THE Queensland Law Society has demanded the State Government “show us the money” regarding crime.
The call follows Michael Byrne QC’s annual report for the Director of Public Prosecutions office, which last month called for more resources.
QLS president Christine Smyth said while the Queensland Police Service had enjoyed a funding windfall, the justice system had been left behind, creating a bottleneck.
“There is no point being tough on crime if you are not prepared to fund it,” she said.
The number of crimes prosecuted rose by up to 60 per cent last financial year, significantly increasing the DPP workload.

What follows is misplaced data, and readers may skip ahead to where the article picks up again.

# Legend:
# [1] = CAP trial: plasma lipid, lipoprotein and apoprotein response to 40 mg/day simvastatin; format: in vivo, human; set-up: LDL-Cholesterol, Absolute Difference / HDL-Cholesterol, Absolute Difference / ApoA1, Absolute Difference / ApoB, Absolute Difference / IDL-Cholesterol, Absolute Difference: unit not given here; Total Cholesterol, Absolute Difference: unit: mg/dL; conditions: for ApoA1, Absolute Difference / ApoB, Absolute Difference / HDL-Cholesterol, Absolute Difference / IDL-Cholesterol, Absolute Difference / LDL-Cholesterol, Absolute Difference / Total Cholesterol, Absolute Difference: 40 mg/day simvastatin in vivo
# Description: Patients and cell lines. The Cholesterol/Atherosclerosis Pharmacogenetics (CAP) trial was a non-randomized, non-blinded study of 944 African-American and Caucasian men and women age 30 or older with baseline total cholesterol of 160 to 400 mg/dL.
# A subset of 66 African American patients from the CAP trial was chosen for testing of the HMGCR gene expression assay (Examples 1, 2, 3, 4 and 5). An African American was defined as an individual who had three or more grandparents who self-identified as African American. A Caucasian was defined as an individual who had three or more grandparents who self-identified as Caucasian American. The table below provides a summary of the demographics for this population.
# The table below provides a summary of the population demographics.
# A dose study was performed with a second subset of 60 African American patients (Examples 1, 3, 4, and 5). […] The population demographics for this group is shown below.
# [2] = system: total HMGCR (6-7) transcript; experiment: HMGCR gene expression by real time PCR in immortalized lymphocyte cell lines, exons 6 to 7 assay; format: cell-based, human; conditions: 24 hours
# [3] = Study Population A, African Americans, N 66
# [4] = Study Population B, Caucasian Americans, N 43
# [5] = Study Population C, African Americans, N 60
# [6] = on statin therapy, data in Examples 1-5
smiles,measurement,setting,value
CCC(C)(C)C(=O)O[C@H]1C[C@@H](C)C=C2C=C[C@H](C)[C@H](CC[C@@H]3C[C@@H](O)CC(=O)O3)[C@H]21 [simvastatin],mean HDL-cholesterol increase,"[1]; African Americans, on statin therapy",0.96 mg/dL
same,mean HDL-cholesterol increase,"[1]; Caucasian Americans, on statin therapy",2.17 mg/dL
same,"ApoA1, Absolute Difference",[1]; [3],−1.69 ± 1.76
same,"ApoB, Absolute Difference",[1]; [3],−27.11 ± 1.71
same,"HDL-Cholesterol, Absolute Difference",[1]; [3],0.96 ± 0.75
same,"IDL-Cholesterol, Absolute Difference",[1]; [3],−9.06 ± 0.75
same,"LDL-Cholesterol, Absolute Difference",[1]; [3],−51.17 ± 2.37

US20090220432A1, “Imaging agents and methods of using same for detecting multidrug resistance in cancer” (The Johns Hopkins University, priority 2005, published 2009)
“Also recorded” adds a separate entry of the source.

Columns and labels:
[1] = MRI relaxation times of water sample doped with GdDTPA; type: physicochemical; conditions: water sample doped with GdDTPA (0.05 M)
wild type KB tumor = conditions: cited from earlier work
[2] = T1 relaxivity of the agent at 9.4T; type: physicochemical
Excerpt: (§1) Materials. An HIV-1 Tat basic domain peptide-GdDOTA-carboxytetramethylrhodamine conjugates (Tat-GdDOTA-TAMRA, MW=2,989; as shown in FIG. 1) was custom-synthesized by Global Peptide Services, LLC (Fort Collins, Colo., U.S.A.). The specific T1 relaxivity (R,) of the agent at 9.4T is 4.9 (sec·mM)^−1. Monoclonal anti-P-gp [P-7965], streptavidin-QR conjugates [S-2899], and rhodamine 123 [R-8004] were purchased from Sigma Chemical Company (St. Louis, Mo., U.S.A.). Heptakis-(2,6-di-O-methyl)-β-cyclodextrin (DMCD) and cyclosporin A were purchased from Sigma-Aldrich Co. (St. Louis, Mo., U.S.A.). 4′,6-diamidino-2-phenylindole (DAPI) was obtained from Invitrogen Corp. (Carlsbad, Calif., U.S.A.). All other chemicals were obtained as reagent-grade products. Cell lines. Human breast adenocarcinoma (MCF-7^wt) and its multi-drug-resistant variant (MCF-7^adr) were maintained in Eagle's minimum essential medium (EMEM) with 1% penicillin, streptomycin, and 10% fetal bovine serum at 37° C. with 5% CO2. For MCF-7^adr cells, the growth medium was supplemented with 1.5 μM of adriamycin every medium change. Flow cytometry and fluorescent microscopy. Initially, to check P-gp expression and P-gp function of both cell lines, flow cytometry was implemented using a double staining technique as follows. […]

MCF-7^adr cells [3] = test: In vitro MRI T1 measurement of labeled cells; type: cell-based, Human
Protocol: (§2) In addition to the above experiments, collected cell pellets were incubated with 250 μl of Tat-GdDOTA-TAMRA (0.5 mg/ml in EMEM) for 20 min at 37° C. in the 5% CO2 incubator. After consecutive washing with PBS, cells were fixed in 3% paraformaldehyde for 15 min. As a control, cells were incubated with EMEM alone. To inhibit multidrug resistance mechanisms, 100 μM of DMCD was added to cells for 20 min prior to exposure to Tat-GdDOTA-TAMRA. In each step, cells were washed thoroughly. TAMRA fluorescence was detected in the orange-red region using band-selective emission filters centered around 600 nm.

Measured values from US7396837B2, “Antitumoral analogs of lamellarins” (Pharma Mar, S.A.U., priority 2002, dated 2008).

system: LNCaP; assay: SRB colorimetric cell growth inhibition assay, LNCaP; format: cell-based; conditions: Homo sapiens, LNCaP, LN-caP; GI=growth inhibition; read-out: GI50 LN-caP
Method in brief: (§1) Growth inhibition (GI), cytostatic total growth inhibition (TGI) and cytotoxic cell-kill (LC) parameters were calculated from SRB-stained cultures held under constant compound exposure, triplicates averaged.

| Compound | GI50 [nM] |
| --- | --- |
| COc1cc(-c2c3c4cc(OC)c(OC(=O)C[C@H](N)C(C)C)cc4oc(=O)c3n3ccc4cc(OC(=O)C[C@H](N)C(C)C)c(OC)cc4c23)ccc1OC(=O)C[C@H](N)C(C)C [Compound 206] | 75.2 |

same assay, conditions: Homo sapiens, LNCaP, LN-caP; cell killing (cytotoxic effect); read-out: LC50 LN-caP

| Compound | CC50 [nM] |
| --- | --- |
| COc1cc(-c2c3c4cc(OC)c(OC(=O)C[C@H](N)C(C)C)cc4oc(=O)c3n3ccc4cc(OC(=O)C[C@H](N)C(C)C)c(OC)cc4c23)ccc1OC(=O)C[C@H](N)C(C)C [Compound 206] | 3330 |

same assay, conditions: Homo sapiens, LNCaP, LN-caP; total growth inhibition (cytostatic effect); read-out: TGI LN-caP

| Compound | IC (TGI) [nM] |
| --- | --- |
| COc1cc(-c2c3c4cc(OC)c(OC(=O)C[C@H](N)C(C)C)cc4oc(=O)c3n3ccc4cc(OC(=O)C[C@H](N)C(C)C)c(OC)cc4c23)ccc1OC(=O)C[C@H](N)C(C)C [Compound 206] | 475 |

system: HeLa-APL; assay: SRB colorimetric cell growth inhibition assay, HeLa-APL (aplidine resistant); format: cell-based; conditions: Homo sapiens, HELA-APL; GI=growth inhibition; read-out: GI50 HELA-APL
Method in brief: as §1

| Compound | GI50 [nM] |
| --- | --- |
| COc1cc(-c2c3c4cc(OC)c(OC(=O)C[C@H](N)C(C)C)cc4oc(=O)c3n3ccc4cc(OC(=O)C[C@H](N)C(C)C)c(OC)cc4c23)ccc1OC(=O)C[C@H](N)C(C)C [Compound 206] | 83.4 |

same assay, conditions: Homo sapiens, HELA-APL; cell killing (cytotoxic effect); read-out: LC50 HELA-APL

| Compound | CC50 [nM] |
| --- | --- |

“A lot of these extra people being charged now don’t have legal representation,” Ms Smyth said. “When that is the case it takes a lot longer to go through the courts, chewing up valuable time.
“The DPP need to be congratulated on what they have been able to do … The criminal justice system in Queensland is breaking under the strain at the moment.”
Attorney-General Yvette D’Ath defended the DPP, insisting it had met its two key output measures in the 2015-16 financial year.
Those were to ensure indictments were signed for presentation within four months of committal 62.3 per cent of the time and that a conviction rate of 90.7 per cent was achieved.
“That’s 26 new full-time staff positions in the past financial year,” Ms D’Ath said.
“Nineteen of those FTEs are in regional Queensland.”
The ODPP also established a second deputy director.